KTRO-FM came into existence through a complicated deal that involved five owners of radio stations in Oregon and featured both signal downgrades and frequency migrations. It started when Salem Communications bought the FM signal from New Northwest Broadcasters in 2005, who had operated it as KAST on 92.9 in Astoria, Oregon. To make room on the Portland dial, KPDQ-FM, also owned by Salem, moved from 93.7 to 93.9 and downgraded its broadcast station class from C to C2. McKenzie River Broadcasting's KKNU-FM on 93.1 and licensed to Springfield, moved to 93.3. Bay Cities Building's KDCQ on 93.5 and licensed to Coos Bay, moved to 92.9. Meanwhile, Oregon Eagle's KTIL-FM on 94.1 and licensed to Tillamook, moved to 94.3. New Northwest's own 94.3 licensed to Long Beach, Washington/Astoria, picked up the KAST-FM callsign and format from the original 92.9 to 99.7.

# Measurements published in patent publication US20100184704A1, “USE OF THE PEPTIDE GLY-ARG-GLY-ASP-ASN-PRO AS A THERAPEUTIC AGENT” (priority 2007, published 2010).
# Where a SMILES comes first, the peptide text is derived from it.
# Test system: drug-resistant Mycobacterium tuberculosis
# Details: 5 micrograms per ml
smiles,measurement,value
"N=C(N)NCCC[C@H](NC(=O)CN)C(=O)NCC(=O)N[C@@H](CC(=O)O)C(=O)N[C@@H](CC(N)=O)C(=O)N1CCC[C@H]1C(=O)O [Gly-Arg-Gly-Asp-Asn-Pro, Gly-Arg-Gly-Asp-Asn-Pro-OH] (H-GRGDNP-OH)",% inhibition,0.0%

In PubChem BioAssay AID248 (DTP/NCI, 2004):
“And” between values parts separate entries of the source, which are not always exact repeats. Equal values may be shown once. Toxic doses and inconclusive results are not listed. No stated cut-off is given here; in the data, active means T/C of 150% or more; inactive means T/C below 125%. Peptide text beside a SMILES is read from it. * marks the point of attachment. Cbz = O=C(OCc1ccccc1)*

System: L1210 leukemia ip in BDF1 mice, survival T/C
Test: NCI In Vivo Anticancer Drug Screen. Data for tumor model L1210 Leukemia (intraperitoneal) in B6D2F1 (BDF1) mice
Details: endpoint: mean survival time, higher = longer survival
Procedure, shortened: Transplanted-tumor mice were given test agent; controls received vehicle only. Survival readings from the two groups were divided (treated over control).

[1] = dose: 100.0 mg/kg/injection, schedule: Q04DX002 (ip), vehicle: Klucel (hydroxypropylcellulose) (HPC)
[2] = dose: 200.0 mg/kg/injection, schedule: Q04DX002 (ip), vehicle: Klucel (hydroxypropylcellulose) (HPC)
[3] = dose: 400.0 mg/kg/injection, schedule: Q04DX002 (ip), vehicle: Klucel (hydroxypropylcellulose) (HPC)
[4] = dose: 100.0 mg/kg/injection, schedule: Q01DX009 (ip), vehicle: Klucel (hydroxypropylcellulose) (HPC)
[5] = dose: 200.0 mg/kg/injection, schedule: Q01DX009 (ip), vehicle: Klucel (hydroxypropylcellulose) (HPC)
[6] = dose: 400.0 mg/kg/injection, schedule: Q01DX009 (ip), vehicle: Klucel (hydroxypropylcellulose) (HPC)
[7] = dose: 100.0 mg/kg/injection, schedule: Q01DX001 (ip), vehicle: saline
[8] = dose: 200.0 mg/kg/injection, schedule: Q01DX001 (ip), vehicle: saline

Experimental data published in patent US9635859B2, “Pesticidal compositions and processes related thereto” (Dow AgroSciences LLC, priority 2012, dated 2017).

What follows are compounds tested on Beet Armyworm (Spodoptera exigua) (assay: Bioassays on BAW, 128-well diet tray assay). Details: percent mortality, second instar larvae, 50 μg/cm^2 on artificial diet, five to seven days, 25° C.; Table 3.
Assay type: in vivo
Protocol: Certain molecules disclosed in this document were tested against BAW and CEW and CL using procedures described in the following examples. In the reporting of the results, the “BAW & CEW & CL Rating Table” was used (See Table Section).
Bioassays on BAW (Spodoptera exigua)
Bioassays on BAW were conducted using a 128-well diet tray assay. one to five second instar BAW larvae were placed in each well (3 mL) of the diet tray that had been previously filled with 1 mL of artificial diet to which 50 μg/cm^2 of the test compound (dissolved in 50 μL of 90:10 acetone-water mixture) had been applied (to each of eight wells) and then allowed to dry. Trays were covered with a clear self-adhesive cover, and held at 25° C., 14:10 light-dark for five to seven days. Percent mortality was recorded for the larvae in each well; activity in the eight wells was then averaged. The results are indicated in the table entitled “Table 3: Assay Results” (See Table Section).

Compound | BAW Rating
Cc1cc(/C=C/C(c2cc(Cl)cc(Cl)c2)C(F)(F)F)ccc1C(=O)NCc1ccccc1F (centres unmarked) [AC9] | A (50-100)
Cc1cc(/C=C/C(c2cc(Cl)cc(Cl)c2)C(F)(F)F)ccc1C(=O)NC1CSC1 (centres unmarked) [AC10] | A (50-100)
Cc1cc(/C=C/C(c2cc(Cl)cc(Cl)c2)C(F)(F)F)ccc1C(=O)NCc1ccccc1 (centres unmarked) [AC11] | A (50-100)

Salem Communication, which normally "target[s] audiences interested in Christian and family-themed content and conservative values, brought in José Santos of Santos Latin Media, former program director of KLVE in Los Angeles, to consult on its change to a Regional Mexican format.